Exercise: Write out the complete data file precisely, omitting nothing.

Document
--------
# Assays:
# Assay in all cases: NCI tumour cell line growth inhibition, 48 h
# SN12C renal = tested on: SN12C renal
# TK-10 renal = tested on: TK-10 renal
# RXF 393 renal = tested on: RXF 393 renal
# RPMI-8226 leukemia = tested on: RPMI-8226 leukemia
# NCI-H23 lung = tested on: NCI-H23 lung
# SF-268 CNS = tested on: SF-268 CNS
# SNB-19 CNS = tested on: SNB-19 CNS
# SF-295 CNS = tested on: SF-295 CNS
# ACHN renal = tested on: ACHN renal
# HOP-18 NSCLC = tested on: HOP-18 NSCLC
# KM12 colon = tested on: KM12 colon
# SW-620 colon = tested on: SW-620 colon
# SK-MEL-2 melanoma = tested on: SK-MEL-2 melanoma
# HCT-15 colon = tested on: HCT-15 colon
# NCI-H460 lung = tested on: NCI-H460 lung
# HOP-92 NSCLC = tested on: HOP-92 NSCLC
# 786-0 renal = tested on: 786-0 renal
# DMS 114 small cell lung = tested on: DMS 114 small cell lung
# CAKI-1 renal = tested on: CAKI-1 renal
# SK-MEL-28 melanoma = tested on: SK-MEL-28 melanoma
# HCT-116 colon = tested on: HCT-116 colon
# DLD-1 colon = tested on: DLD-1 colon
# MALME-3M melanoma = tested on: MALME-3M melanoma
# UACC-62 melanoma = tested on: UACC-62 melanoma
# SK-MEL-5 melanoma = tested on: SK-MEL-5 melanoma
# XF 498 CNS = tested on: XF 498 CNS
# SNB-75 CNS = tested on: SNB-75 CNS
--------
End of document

# Assays:
# Assay in all cases: NCI tumour cell line growth inhibition, 48 h
# SN12C renal = tested on: SN12C renal
# TK-10 renal = tested on: TK-10 renal
# RXF 393 renal = tested on: RXF 393 renal
# RPMI-8226 leukemia = tested on: RPMI-8226 leukemia
# NCI-H23 lung = tested on: NCI-H23 lung
# SF-268 CNS = tested on: SF-268 CNS
# SNB-19 CNS = tested on: SNB-19 CNS
# SF-295 CNS = tested on: SF-295 CNS
# ACHN renal = tested on: ACHN renal
# HOP-18 NSCLC = tested on: HOP-18 NSCLC
# KM12 colon = tested on: KM12 colon
# SW-620 colon = tested on: SW-620 colon
# SK-MEL-2 melanoma = tested on: SK-MEL-2 melanoma
# HCT-15 colon = tested on: HCT-15 colon
# NCI-H460 lung = tested on: NCI-H460 lung
# HOP-92 NSCLC = tested on: HOP-92 NSCLC
# 786-0 renal = tested on: 786-0 renal
# DMS 114 small cell lung = tested on: DMS 114 small cell lung
# CAKI-1 renal = tested on: CAKI-1 renal
# SK-MEL-28 melanoma = tested on: SK-MEL-28 melanoma
# HCT-116 colon = tested on: HCT-116 colon
# DLD-1 colon = tested on: DLD-1 colon
# MALME-3M melanoma = tested on: MALME-3M melanoma
# UACC-62 melanoma = tested on: UACC-62 melanoma
# SK-MEL-5 melanoma = tested on: SK-MEL-5 melanoma
# XF 498 CNS = tested on: XF 498 CNS
# SNB-75 CNS = tested on: SNB-75 CNS